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Discussion: Just had complete hip replacement.

Posted Discussion
June 30, 2013
Hit the gap
Men's 70
154 posts
Just had complete hip replacement.
I quit playing senior softball about 2 years ago. Just too painful. Monday I had a complete hip replacement done by Dr. Jimmy Chow in Phoenix AZ. If you or anyone you know need hip or knee replacement, this is the only Doc I would call. He is one of only 10 docs in the US that does it using the Super Path method. It's as non-invasive as you can get. They come in at the side of your upper thigh right at the hip joint. No cutting of muscle, ligaments, tendons, nerves and the like. I used a walker to help me get around for 2 days. I have been walking on my own since Thursday. No limp, no pain, normal gait. It's astounding. I was actually able to get in about 4 hours mall therapy shopping with my wife yesterday. Onward and upward.

Fred Taylor
July 1, 2013
Men's 65
4549 posts
I know one player at least that has gone through this replacement and is back to playing ball. But don't forget there are many unknowns to conquer for complete recovery. He is a ball player and keeps at it but even after 3 years or so, not back to where it once was. But he still plays.
Hang in there and do the PT.
July 1, 2013
Men's 60
1058 posts
Total Hip Replacement 12/2007.

I never was fast, but I am not much slower.

Played in a tourney 90 days after surgery. Best quality of life decision I ever made except of course for marrying my wife...
July 1, 2013
the wood
Men's 65
1123 posts
I had both hips replaced via the 'lateral minimally invasive' procedure. The first was 2 1/2 yrs ago and the second one was a year later. Neither hip causes me any pain today but it does take a long time to regain leg strength and mobility. This may be more about the 'time wasted' than a by product of the surgeries.
I do know a guy that had the 'thru the groin' procedure and he said that the post-surgical precautions are much less than what I had.
I'm able to play as I did before but I still don't run as well as I'd like... but not due to pain.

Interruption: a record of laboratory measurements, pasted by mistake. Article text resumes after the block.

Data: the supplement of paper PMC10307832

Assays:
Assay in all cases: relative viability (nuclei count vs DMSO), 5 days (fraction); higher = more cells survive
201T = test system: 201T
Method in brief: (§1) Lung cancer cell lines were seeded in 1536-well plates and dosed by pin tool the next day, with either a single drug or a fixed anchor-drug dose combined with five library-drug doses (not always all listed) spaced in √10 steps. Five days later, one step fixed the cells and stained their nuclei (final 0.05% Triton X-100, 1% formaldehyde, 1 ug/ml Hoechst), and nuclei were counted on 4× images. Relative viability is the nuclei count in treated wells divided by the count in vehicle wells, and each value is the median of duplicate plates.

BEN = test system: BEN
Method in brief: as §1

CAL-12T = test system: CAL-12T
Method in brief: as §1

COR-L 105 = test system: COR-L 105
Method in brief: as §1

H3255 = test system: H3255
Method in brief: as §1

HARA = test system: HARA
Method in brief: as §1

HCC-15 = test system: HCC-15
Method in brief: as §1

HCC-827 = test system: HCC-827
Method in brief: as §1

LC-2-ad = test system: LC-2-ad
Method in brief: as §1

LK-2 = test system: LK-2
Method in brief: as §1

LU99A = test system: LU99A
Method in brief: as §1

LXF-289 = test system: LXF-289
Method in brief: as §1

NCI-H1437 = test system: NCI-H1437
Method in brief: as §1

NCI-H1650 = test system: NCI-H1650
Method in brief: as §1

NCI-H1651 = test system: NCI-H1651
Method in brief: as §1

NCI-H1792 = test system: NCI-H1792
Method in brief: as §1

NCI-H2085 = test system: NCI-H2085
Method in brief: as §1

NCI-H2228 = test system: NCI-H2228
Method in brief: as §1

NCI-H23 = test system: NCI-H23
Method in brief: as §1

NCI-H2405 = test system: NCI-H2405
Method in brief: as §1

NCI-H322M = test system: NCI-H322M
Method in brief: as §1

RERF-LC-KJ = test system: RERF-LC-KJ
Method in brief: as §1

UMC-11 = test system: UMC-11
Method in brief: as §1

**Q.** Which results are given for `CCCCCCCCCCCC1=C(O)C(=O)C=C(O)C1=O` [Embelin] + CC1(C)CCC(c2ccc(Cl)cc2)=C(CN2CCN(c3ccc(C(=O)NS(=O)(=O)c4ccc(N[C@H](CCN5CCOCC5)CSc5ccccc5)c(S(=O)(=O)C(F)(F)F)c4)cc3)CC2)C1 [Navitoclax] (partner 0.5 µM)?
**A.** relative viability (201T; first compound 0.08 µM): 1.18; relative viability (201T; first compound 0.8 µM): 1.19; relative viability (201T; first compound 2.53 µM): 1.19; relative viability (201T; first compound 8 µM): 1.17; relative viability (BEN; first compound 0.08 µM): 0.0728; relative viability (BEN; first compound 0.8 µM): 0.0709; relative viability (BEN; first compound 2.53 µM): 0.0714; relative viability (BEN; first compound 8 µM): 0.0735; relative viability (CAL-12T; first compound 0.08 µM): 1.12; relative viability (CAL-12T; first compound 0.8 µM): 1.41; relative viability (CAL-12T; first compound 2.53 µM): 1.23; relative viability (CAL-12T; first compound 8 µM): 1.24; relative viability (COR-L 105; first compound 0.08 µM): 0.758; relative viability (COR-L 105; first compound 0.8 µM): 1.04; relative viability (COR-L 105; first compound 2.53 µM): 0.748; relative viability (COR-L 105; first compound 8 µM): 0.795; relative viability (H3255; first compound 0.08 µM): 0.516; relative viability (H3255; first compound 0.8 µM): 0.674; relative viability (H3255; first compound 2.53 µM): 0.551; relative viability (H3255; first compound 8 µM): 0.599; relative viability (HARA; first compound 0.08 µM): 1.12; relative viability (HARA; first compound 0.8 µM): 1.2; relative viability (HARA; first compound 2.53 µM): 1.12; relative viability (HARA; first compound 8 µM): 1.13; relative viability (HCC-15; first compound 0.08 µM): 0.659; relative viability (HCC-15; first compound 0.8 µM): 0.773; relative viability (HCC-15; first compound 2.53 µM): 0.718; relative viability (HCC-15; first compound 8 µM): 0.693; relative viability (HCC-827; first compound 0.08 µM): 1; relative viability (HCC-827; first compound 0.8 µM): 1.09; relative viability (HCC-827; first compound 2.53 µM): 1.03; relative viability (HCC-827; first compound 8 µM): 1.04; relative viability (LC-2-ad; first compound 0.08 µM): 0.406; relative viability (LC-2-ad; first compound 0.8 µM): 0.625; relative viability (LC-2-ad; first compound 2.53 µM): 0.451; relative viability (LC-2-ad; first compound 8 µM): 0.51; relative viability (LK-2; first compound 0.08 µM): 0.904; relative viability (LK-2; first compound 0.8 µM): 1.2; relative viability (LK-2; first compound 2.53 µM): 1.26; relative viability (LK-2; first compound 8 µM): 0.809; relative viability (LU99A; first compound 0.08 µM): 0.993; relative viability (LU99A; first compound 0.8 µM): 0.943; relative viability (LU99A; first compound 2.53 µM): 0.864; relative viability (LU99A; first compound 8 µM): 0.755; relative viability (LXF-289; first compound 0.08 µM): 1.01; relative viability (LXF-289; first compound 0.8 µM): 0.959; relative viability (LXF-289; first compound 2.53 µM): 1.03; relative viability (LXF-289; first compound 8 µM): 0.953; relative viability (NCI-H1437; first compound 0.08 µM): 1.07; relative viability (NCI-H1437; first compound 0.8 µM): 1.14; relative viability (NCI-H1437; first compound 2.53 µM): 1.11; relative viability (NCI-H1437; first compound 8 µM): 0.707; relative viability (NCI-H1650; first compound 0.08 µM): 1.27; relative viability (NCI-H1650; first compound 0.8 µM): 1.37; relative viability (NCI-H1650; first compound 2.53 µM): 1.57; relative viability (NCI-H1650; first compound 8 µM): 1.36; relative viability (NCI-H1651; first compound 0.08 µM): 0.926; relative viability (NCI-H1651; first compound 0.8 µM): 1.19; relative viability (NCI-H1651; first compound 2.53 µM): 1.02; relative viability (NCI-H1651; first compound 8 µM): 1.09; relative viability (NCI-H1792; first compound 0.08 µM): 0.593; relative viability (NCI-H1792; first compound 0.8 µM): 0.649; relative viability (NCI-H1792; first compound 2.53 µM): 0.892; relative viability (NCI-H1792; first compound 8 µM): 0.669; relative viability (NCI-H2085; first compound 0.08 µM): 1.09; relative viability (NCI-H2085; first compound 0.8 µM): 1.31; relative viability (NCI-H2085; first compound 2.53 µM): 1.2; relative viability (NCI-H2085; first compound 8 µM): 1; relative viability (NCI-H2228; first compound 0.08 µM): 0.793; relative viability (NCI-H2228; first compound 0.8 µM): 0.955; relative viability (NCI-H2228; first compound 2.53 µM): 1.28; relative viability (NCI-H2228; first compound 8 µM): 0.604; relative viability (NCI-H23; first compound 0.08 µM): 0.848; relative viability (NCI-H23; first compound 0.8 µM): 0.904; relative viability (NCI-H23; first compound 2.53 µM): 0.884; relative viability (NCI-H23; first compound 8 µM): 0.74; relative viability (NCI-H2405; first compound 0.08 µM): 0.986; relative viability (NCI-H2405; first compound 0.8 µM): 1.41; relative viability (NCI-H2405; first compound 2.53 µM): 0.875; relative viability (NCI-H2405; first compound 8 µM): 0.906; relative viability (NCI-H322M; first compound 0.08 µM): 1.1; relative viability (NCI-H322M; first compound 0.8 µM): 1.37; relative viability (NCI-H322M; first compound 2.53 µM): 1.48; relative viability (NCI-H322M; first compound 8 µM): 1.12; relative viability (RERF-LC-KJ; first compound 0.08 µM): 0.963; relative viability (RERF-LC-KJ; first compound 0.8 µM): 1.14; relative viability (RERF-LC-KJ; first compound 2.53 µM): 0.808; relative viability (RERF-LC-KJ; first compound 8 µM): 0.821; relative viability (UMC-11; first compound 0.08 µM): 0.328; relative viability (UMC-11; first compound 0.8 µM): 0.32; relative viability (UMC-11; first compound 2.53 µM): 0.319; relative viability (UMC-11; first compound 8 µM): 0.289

I'm sure that you'll rehab as vigorously as possible. Hope to see you out there again.
July 2, 2013
Hit the gap
Men's 70
154 posts
I had mine done robotically. I have no restrictions except for lifting anything over 50 lbs. Due to the limited range of motion that a bad hip has, the muscles associated with the hip and lower back also lose range of motion and flexibility. They also atrophy. The PT that I have been given is all about regaining strength and flexibility in the hip flexor, buttocks, upper thigh and lower back. I've also got to work on my core area.
July 3, 2013
1 posts
I had totalhip, right side, anterior process by Dr. Shah, Slocum Surgery and Orthopedic Sports Injury Center in Eugene, OR last October. I'll be 66 next month. I walked out of the hospital 2 days after surgery, been playing racquetball since February, ski both snow and water, ride my mountain bike all over. I'm an outfielder and it's been almost ten months and I can just about run full out and sprint like I used to. Haven't returned to soccer yet although I practice a couple of times a week. I'm at about 90-95% recovered. Shah put in a 44 centimeter ceramic ball on a titanium post driven,uncemented, into the femur. A titanium cup with a thin, hard plastic shim is screwed into the hip socket.I have no pain in my hip or low back following the surgery. Shah was super and my physical therapist has been phenomenal,working with me twice a week for the first 3 months, once a week for the next six and moving to bi-weekly this month and continuing through the first year. Physical conditioning is extremely important for rehab but I don't think there will be anything I won't be able to do once I'm at 100%. I've been playing softball since May and gradually getting my wheels back.

I researched extensively prior to the surgery and opted for the full hip rather than the resurfacing, which has been the replacement method of choice for most athletes up until about a year or two ago. More and more problems with resurfacing due to metal ion leakage. Shah told me he does more replacements converting resurfacing patients to total-hip than first-time hip replacements. Almost all resurfacing requires posterior rather than anterior methods, severing muscles in the process, extending the recovery period. It has been the choice of athletes mostly because a larger ball can by used, creating a stronger joint. But recent advances now allow a ball almost as large without having the metal-on-metal disadvantage. Many hospitals won't even allow resurfacing at their facilities due to the potential liability issues.

Anyone considering a hip replacement should do the research, select an experienced surgeon and a sports oriented physical therapist, and then get on with it. It's a game changer if your suffering from severe hipjoint pain.
July 4, 2013
154 posts
My wife had it done at Ballard Orthopedics in Sesttle, Dr Phil Downer. 45 minutes process. She was up and walking with assistance within 3 hours. Walked up stairs the next day and went home. Same procedure, anterior method. No muscles are cut. I can't say enough good things about it.
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